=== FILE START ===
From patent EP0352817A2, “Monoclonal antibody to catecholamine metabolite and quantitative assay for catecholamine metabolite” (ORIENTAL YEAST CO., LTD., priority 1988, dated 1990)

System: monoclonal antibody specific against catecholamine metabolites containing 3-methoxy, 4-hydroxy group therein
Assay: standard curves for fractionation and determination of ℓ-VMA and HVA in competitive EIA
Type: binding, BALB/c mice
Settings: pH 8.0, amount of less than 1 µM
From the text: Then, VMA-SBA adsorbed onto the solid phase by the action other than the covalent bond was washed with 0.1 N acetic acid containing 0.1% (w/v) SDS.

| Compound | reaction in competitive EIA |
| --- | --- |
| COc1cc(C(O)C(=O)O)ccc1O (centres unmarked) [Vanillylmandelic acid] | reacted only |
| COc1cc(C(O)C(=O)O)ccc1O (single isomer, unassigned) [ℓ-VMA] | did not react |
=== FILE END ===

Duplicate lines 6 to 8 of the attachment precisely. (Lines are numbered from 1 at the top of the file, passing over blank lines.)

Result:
From the text: Then, VMA-SBA adsorbed onto the solid phase by the action other than the covalent bond was washed with 0.1 N acetic acid containing 0.1% (w/v) SDS.

| Compound | reaction in competitive EIA |
| --- | --- |